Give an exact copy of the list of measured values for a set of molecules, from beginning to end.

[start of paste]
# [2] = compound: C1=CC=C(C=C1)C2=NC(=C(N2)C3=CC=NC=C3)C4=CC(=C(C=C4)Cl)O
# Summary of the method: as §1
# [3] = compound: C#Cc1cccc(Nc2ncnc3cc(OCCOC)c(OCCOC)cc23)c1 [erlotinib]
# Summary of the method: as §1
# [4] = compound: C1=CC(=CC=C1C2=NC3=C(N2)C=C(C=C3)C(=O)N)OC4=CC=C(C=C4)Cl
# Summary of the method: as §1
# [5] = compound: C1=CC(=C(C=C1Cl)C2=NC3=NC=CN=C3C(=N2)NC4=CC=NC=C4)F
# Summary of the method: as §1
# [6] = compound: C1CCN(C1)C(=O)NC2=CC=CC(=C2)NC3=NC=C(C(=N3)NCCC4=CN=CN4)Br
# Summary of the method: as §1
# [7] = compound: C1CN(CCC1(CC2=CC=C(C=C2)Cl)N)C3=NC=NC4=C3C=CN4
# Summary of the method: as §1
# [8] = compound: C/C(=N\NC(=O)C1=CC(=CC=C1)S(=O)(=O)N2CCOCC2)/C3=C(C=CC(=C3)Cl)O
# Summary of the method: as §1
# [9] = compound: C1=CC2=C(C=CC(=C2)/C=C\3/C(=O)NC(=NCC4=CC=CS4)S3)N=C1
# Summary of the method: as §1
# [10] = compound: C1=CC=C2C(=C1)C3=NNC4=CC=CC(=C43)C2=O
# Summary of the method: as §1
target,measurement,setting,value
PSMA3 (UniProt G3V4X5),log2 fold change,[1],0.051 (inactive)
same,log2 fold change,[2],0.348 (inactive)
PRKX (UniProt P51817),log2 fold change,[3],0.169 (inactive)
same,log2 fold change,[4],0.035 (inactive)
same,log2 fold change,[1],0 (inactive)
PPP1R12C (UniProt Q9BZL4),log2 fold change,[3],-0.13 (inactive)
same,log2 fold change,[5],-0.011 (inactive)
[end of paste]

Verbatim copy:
# [2] = compound: C1=CC=C(C=C1)C2=NC(=C(N2)C3=CC=NC=C3)C4=CC(=C(C=C4)Cl)O
# Summary of the method: as §1
# [3] = compound: C#Cc1cccc(Nc2ncnc3cc(OCCOC)c(OCCOC)cc23)c1 [erlotinib]
# Summary of the method: as §1
# [4] = compound: C1=CC(=CC=C1C2=NC3=C(N2)C=C(C=C3)C(=O)N)OC4=CC=C(C=C4)Cl
# Summary of the method: as §1
# [5] = compound: C1=CC(=C(C=C1Cl)C2=NC3=NC=CN=C3C(=N2)NC4=CC=NC=C4)F
# Summary of the method: as §1
# [6] = compound: C1CCN(C1)C(=O)NC2=CC=CC(=C2)NC3=NC=C(C(=N3)NCCC4=CN=CN4)Br
# Summary of the method: as §1
# [7] = compound: C1CN(CCC1(CC2=CC=C(C=C2)Cl)N)C3=NC=NC4=C3C=CN4
# Summary of the method: as §1
# [8] = compound: C/C(=N\NC(=O)C1=CC(=CC=C1)S(=O)(=O)N2CCOCC2)/C3=C(C=CC(=C3)Cl)O
# Summary of the method: as §1
# [9] = compound: C1=CC2=C(C=CC(=C2)/C=C\3/C(=O)NC(=NCC4=CC=CS4)S3)N=C1
# Summary of the method: as §1
# [10] = compound: C1=CC=C2C(=C1)C3=NNC4=CC=CC(=C43)C2=O
# Summary of the method: as §1
target,measurement,setting,value
PSMA3 (UniProt G3V4X5),log2 fold change,[1],0.051 (inactive)
same,log2 fold change,[2],0.348 (inactive)
PRKX (UniProt P51817),log2 fold change,[3],0.169 (inactive)
same,log2 fold change,[4],0.035 (inactive)
same,log2 fold change,[1],0 (inactive)
PPP1R12C (UniProt Q9BZL4),log2 fold change,[3],-0.13 (inactive)
same,log2 fold change,[5],-0.011 (inactive)